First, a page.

‘My farming sons are very happy,’ said Professor Cees Veerman, referring to the current high food prices during a lecture organised by the Agricultural Economics and Rural Policy group, on Tuesday 4 March in Forum. According to the former minister of agriculture and president of Wageningen UR, the world can expect food prices to remain high.
Veerman spoke about the increased demand for food, climate change, water shortages and the energy crisis. These all influence the price of food, which as a result remains high, he argued. Demand for meat and milk is rising as a result of increased prosperity, as is demand for biofuels. ‘A US president can only be elected if he or she can guarantee Americans’ mobility. Thirty percent of the maize harvest there already goes towards biofuels.’ Climate change is putting pressure on agricultural production, through drought, land shortage and the increase in pests and disease. The productivity of African agriculture will have declined by fifteen percent in 2080.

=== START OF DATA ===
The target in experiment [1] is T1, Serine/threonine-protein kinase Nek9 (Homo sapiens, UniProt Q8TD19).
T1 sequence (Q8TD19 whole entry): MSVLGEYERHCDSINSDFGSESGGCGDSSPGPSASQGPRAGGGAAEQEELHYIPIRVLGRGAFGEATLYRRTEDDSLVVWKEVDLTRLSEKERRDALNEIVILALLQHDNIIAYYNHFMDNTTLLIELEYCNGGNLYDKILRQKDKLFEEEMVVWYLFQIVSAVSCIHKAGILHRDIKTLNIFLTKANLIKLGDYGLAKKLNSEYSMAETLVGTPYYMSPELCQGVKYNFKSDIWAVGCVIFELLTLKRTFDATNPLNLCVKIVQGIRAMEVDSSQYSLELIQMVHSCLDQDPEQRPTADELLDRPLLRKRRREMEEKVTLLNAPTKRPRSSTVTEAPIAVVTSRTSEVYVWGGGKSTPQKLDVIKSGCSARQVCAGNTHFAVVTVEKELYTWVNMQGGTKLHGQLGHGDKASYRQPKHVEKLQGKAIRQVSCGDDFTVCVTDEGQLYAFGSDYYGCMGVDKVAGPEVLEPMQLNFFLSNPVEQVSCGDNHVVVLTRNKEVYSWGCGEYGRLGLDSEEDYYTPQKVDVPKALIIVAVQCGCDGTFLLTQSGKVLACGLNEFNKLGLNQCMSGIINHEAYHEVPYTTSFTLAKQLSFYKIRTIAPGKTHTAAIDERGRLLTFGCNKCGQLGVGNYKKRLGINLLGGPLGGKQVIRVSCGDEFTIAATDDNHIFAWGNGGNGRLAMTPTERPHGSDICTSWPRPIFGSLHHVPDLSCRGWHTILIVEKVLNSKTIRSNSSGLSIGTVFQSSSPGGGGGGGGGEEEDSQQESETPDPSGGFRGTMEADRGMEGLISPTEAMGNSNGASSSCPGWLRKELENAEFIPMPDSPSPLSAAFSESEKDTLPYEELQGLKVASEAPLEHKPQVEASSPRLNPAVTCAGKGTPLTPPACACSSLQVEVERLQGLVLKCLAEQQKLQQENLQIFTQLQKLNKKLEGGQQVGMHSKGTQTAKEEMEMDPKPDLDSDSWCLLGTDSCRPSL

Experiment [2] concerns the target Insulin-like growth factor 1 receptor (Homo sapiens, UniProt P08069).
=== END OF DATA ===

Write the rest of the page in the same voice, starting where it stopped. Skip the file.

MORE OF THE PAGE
After presenting a series of figures, the former minister concluded that crucial steps must be taken in the next five years if demand for food is to be met in the future. In the longer term, Veerman is setting his sights on new technologies, ‘but in the short term, food for Africans is going to go towards biofuels’. Veerman’s most important recommendation – and it was not the first time he made it – is to invest in research and education, especially in basic agricultural science. And he continued his tradition of praise of Wageningen UR: ‘Cruyff and Wageningen, that’s what people abroad know from the Netherlands.’